"I like boxing because people look at me as a boxer first, not just a refugee." So says Abdalla, an 18-year-old refugee who will be eagerly watching the first-ever Refugee Olympic Team as they compete in Rio. In a new video, Abdalla explains why he fled Iraq, how Germany welcomed him, and why his athletic pursuits make being a refugee easier.
The video is part of #TeamRefugees, a hashtag campaign designed to change the current narrative about the refugee crisis—and to show that there is public support for the refugees themselves.
"If there are millions of people using the hashtag, signaling to world and government leaders that the public does stand in support of refugees, we think it could have a great impact—especially as we head into another round of discussion about what governments should be doing and can be doing to support refugees," says David Ponet from UNICEF, one of a team of organizations behind the video.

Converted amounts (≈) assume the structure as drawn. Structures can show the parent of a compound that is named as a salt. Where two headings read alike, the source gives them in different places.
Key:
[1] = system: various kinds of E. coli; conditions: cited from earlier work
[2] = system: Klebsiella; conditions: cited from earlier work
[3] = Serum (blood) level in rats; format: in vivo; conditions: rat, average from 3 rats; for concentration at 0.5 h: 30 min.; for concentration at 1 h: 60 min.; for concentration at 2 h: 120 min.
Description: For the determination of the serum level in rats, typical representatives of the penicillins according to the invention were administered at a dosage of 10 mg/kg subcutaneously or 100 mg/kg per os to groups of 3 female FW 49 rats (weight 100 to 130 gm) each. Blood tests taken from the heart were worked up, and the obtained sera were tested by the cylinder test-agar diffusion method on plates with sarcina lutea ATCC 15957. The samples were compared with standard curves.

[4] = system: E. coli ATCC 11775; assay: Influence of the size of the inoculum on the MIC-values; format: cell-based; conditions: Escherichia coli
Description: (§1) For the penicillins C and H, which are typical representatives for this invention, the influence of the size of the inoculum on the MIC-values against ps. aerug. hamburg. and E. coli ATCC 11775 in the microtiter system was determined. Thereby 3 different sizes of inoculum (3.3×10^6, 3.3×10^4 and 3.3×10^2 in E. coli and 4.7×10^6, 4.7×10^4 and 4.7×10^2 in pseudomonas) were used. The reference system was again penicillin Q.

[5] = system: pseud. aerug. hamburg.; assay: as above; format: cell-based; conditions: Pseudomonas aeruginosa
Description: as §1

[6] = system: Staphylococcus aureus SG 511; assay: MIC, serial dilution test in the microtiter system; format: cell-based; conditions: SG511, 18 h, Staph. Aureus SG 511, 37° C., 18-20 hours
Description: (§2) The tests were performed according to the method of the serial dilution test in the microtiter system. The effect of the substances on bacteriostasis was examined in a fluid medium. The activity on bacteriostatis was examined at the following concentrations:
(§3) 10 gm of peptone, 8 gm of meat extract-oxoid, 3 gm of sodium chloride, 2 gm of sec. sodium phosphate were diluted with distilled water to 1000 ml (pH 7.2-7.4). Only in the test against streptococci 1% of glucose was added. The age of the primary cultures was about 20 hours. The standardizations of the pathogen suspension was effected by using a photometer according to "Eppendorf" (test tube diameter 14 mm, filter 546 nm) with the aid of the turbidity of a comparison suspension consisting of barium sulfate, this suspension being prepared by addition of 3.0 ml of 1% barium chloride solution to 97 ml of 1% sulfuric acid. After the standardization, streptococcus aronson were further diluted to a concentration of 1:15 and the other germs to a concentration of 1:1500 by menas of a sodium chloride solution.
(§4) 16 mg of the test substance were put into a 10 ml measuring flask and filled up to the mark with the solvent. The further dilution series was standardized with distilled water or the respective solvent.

The U.S., for example, has struggled to honor its commitment to resettle 10,000 Syrian refugees (out of millions who need new homes); public support could provide the political cover needed to change that. As xenophobic rhetoric grows, the new campaign is designed to tell a positive story instead.
"We knew that we wanted to highlight the significance of the Refugee Olympic Team first through the eyes of a young refugee athlete—where the emotional resonance of this event is most immediate," says Lauren Rodman from Purpose, the creative agency that produced the video. "From there, through the universal appeal of sport, our aim is to help the world see refugees as the incredibly resilient, hardworking, and fearless heroes that they truly are."
Correction: This post originally identified Abdalla as an Olympian and part of team refugee. He is neither, and we regret the error.
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